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Discussion in 'Strings [BG]' started by topo morto, Feb 22, 2013.
An a440 is ALWAYS 440HZ. Undearwater, in a vacume etc doesn't matter.
It will not vibrate as long due to the resistance on the water as there string passes through.
I think post #2 is correct but I can't think of a good way to prove it. I actually tried with a rubber band but the water damped the vibration too quickly to detect pitch.
Brb, testing this with my 63 jazz bass.
This is scientifically sound. The numbers are the numbers. The frequencies are the frequencies. Timbres and durations are another matter entirely.
Maybe an effects pedal can approximate what happens to the sound.
Frequency (pitch) would indeed be the same. The thincker the medium in which the string is vibrating the fewer overtones I think you would get, however, and less duration. Put another way, more resistence gives more fundamental less harmonic less sustain.
Think of the pendulum in a clock. Gravity adds the resistence in place of the water in the OP question and the amplitude of the swinging weight changes, but not the frequency. Savvy?
In scientific lingo, the water will provide viscous damping. That basically means the string will have less sustain. It also means that the frequency of vibration will theoretically be (very) slightly lower. Generally speaking, higher modes are damped to a greater extent, so that would mean the higher harmonics would be damped out more and the fundamental and lower harmonics would be more present.
The frequency of a sound is inversely proportional to it's wavelength: f = 1/lambda.
And the speed of sound is a function of the density of the medium; the closer together the particles are, the more quickly the sound is transmitted.
So, on one hand, I'm thinking that the density of the water, relative to air, would slow down the oscillation of the string and effectively lower the pitch.
But I'm remembering swimming pools with underwater speakers, and while I'm guessing that they couldn't use normal magnet and cone transducers, I don't remember the music sounding at a different pitch.
Then on the other hand, the sound would be transferred to your ears more quickly by the more dense medium.
This is a better questions than I initially thought it was, but my guess is that the string would oscillate more slowly, and sound at a lower pitch.
I'm hoping this is just hypothetical, because playing your bass underwater will probably damage it. A lot.
In water lower pitchs travel further. Whale song is ritch on low freq. and sub audiable tones. These travel miles.
Dolphin clicks don't travel as far because they live in pods and don't need to comunicate over 100's of miles.
This question is like asking which falls faster? A lead ball or a feather? In a vacume they both fall at the same speed. In a gas atmosphre the feather falls slowly because of wind resistance. In a liquid it doesn't sink because of boyancy.
This is what I was thinking. I know a440 is a440 because 440 is a measure of the hertz, I just don't think a string will vibrate as fastin a denser medium. Anyone want to take the time to completely waterproof the electronics on an SX or similarly priced pawnshop bass and test it out?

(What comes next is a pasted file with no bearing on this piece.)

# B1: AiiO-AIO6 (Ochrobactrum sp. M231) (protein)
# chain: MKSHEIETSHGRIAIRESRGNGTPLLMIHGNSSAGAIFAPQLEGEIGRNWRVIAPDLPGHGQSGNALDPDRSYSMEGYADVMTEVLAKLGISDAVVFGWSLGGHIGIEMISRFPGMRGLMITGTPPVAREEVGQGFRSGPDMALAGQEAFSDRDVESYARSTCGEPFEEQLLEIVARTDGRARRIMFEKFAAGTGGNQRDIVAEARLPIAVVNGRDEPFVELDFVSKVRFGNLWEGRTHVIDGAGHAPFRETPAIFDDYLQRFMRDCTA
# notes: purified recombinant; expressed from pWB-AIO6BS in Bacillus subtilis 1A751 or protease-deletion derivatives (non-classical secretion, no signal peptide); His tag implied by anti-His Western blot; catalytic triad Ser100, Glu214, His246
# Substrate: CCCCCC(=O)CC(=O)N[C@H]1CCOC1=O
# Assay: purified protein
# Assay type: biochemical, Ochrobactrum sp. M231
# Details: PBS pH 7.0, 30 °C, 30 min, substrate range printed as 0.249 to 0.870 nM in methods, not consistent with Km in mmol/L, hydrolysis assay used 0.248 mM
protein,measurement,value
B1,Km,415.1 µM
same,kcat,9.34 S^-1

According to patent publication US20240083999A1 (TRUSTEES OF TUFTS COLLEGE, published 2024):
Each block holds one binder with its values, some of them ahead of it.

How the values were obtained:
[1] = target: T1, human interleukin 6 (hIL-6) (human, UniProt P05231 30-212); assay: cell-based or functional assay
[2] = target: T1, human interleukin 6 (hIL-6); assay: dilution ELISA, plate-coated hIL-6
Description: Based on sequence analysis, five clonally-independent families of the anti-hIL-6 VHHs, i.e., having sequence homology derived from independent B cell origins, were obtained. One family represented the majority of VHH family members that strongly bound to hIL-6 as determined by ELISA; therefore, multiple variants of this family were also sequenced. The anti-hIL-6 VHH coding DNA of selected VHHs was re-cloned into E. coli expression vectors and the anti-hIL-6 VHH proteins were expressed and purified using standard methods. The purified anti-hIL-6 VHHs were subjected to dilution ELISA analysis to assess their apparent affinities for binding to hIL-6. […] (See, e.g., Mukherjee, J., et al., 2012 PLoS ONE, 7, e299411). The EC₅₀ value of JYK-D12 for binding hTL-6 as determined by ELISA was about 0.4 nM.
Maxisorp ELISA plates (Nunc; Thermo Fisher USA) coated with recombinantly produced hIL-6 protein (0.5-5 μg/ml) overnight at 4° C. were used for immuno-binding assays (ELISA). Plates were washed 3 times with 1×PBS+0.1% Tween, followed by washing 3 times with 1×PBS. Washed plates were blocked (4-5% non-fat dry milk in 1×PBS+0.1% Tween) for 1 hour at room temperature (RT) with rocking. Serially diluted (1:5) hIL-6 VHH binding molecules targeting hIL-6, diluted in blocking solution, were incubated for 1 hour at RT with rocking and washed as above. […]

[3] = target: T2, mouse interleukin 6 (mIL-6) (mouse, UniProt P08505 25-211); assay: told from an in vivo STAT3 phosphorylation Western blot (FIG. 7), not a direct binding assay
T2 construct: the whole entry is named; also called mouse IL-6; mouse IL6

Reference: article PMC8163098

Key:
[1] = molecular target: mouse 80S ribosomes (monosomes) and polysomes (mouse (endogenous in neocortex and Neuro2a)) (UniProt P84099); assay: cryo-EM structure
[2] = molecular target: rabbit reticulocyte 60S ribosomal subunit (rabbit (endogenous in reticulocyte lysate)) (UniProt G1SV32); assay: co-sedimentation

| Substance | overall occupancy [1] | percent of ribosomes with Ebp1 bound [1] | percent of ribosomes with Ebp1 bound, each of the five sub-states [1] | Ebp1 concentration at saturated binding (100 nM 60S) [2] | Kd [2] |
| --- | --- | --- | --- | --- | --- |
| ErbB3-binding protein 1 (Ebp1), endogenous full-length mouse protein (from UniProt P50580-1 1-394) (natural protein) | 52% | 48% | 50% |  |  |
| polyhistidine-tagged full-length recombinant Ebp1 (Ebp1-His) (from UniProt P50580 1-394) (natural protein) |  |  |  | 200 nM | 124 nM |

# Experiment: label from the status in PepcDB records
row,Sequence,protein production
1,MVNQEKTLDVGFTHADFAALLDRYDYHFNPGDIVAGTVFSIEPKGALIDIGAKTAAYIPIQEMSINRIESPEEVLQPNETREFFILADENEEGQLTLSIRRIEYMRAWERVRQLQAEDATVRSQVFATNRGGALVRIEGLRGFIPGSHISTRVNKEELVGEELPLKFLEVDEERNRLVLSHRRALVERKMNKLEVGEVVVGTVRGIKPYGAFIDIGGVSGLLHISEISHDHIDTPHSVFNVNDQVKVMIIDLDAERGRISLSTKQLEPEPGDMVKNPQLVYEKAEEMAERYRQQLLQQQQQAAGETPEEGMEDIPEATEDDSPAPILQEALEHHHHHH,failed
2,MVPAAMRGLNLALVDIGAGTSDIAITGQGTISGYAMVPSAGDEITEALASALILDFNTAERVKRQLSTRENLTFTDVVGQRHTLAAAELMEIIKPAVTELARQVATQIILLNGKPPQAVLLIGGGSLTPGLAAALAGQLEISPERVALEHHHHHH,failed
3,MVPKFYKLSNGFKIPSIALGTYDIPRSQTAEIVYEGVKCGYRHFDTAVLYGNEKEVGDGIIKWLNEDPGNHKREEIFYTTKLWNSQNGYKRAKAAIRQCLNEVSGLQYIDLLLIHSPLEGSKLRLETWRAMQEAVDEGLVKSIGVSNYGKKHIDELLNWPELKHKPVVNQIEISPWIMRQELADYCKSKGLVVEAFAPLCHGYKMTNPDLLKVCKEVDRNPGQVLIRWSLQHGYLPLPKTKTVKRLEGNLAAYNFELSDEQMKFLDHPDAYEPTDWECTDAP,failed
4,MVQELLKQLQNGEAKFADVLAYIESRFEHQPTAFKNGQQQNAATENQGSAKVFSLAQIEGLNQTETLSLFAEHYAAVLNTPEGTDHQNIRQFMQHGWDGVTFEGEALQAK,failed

Sounds like a good case for light gauge strings, to handle the ambient densities of playing underwater.
It only has to travel back and forth one time to be a 'cycle'. That's when questions of duration and decay take over. It might take more energy to produce the pitch, but the pitch CAN still be produced.
The speaker is driven to vibrate at that frequency though; it's not vibrating at its resonant frequency(ies) like a string.
Of course it isn't. The proof is in Star Trek lV, The Voyage Home.
What strings are better for under water ... flats or rounds?
With all due respect, I don't know, I don't want to know, and I don't know why you would want to know.
Im so intrigued.. why you want to know that?
Which brand of water is best for metal?
I've been thinking about this some more and have decided that it MUST slow the string. Think of it in terms of archery--a bow string. The energy in the string, just before it's released by the archer, is fixed. Think of one bow 'cycle,' where the bow string is pulled back, then released, and for simplicity imagine that the string stops as soon as it's straightened out at the mid-point of its swing--forget about 'sustain' for a moment.
In air, the string will take .00X seconds to complete its travel. In a vacuum, slightly less as there's less friction. Now encase the archer and his bow in peanut butter, and repeat. The string will certainly take longer to complete its trip. The 'pitch' of the bow string is thus lowered.
Underwater speakers don't have this problem because they aren't passive devices like a bass (or bow) string-they are actively forced to complete a task of movement X number of times per second. However, being underwater does reduce the DISTANCE the speaker can travel in a cycle. Different problem.
That's only for humpback whales, silly.